Sambhali Trust

Sambhali Trusts' primary objective is to promote self-esteem, economic independence, and the development of educational, vocational and social skills for disadvantaged women and girls within Rajasthani society. We focus our work on women within the Dalit communities, who experience three levels of discrimination based on their caste, their economic situation and their gender. We strongly pursue and encourage the aim of gender equality whilst being sensitive to cultural norms.
Feb 5, 2016

Project Update

Boarding Home girls singing in the Competition
Boarding Home girls singing in the Competition

Firstly we are very happy to have reached our $10,000 target to help support the women in the Sheerni Microcredit Project and improve the lives of the 22 girls in the Boarding Home. On behalf of Sambhali Trust I would like to thank you very much indeed for all your generosity and for making such a difference.  We will now close this project as “funded” but we have a new Project on Global Giving for our SOS Project – helping women suffering from harassment and domestic abuse, as well as helping those in dire need of medical emergencies. You are more than welcome to support this project which desperately needs funding at present. For further news on the Boarding Home and Sheerni Projects, please visit our Facebook page on the Sambhali website www.sambhali-trust.org.

 

Boarding Home

The girls have been enjoying a lot of different activities over the last few months. The volunteers go for 3 hours every evening from 3.30-6.30pm after the girls return home from school. They have been using their Monday evenings during November practising for a local dance competition before the Diwali festival. Eight girls wore heavy robes, make-up and jewellery to take part in both the dancing and singing parts of the competition. They all had a lot of fun and encouraged their self-confidence to perform in public.

During their Story Days, they have been reading out loud in English various fairy tales; one girl will summarise it in Hindi and then they act it out by taking on different parts and making up a dialogue in English. They really enjoy these sessions particularly taking on the more active roles. The girls take it in turns to read it out loud which encourages all of them to participate and the volunteers ask questions and discuss the moral of the tale.

Wednesdays and Fridays are a Sports/yoga day, where the girls were given yoga sessions but mostly prefer the more active running sports given by the volunteers in the local park.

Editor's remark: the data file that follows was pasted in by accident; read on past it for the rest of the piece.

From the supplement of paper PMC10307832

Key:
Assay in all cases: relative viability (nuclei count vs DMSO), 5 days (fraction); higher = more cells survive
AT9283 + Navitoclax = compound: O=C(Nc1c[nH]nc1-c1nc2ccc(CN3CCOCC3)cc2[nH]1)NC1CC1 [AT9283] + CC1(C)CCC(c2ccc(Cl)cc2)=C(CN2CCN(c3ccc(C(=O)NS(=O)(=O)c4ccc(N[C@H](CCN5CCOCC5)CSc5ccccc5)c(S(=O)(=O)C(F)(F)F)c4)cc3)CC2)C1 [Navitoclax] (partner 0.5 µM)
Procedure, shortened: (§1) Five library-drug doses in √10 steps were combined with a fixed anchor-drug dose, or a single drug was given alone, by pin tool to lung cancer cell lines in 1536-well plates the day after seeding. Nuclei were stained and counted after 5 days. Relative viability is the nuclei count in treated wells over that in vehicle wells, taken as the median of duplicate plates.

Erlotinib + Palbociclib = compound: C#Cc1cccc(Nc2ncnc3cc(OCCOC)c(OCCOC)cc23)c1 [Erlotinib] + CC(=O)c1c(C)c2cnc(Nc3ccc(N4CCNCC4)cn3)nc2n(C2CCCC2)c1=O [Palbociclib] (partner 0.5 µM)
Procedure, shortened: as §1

A variety of workshops are held on Thursday afternoons and now as the girls are getting older it has been suggested that the girls are divided into 2 groups…those 7-12 years  and those 13+. Workshops designed more for the older girls have included menstruation and pregnancy, where the girls were very attentive and interested.  They also did group workshops including creating a mandala..looking at self-image, various creative workshops and an “ocean of happiness” workshop.

There is a new tutor now in addition to Vimlesh, called Ranjan, who will help them with their homework, Hindi and Maths as well as developing some computer classes, as the girls are beginning to learn the theory at school, and now they need to practise. Sambhali has some laptops in the computer lab at the main Jodhpur Empowerment Centre, which they can use to practise on.  The girls had exams in December and their results are all very encouraging; all their grades being between 69%-99%, with one girl receiving 55%. They are all different ages so are at different levels, but they have all maintained a steady grade, apart from one girl, whom we need to focus on at present.

They have also been atttending to a lot of their minor health issues, looking at various dermatological problems the girls are suffering from. However the main news is that Pooja is to receive an operation to help her with a better walking pattern. Pooja who suffers from a spinal scoliosis causing her legs to be different legs was taken to see an orthopaedic surgeon to get some corrective shoes for her and a treatment plan has been devised to be able to lengthen her leg to equal the other one by gradually extending the bone over a period of time. Everything has been explained to Pooja’s parents who are happy for the operation to take place, we hope sometime in February. Additional fundraising has been done to enable this operation to happen.